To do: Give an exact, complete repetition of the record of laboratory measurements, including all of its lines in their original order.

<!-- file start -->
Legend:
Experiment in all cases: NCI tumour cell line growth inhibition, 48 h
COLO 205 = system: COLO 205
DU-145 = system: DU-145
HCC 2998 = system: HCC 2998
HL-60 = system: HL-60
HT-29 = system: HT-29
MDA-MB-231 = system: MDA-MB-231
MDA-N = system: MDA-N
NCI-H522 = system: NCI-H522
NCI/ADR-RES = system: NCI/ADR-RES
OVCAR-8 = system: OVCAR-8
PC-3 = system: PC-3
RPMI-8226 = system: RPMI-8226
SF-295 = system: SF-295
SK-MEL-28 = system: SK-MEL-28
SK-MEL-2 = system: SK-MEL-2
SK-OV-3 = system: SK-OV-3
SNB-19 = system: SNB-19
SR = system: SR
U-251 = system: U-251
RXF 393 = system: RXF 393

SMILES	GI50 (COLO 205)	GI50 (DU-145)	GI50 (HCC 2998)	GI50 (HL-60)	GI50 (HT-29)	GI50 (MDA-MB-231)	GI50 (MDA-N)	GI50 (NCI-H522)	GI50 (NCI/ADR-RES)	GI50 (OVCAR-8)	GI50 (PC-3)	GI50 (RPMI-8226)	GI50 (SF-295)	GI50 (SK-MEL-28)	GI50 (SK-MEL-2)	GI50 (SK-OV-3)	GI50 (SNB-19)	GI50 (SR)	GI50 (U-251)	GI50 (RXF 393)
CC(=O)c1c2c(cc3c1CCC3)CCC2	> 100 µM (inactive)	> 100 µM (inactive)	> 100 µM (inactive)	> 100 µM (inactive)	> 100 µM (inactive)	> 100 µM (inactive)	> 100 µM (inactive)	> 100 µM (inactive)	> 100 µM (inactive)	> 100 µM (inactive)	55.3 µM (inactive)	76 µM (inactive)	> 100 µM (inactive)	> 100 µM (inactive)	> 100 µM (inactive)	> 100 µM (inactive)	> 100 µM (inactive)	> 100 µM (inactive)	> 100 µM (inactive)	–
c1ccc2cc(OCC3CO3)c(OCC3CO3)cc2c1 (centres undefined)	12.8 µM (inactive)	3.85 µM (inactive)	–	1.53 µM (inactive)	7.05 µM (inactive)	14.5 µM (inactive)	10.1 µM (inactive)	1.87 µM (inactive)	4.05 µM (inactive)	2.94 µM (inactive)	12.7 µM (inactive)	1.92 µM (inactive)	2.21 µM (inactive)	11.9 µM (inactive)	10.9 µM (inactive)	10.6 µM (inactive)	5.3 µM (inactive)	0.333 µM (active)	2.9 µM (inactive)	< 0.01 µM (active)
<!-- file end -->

Legend:
Experiment in all cases: NCI tumour cell line growth inhibition, 48 h
COLO 205 = system: COLO 205
DU-145 = system: DU-145
HCC 2998 = system: HCC 2998
HL-60 = system: HL-60
HT-29 = system: HT-29
MDA-MB-231 = system: MDA-MB-231
MDA-N = system: MDA-N
NCI-H522 = system: NCI-H522
NCI/ADR-RES = system: NCI/ADR-RES
OVCAR-8 = system: OVCAR-8
PC-3 = system: PC-3
RPMI-8226 = system: RPMI-8226
SF-295 = system: SF-295
SK-MEL-28 = system: SK-MEL-28
SK-MEL-2 = system: SK-MEL-2
SK-OV-3 = system: SK-OV-3
SNB-19 = system: SNB-19
SR = system: SR
U-251 = system: U-251
RXF 393 = system: RXF 393

SMILES	GI50 (COLO 205)	GI50 (DU-145)	GI50 (HCC 2998)	GI50 (HL-60)	GI50 (HT-29)	GI50 (MDA-MB-231)	GI50 (MDA-N)	GI50 (NCI-H522)	GI50 (NCI/ADR-RES)	GI50 (OVCAR-8)	GI50 (PC-3)	GI50 (RPMI-8226)	GI50 (SF-295)	GI50 (SK-MEL-28)	GI50 (SK-MEL-2)	GI50 (SK-OV-3)	GI50 (SNB-19)	GI50 (SR)	GI50 (U-251)	GI50 (RXF 393)
CC(=O)c1c2c(cc3c1CCC3)CCC2	> 100 µM (inactive)	> 100 µM (inactive)	> 100 µM (inactive)	> 100 µM (inactive)	> 100 µM (inactive)	> 100 µM (inactive)	> 100 µM (inactive)	> 100 µM (inactive)	> 100 µM (inactive)	> 100 µM (inactive)	55.3 µM (inactive)	76 µM (inactive)	> 100 µM (inactive)	> 100 µM (inactive)	> 100 µM (inactive)	> 100 µM (inactive)	> 100 µM (inactive)	> 100 µM (inactive)	> 100 µM (inactive)	–
c1ccc2cc(OCC3CO3)c(OCC3CO3)cc2c1 (centres undefined)	12.8 µM (inactive)	3.85 µM (inactive)	–	1.53 µM (inactive)	7.05 µM (inactive)	14.5 µM (inactive)	10.1 µM (inactive)	1.87 µM (inactive)	4.05 µM (inactive)	2.94 µM (inactive)	12.7 µM (inactive)	1.92 µM (inactive)	2.21 µM (inactive)	11.9 µM (inactive)	10.9 µM (inactive)	10.6 µM (inactive)	5.3 µM (inactive)	0.333 µM (active)	2.9 µM (inactive)	< 0.01 µM (active)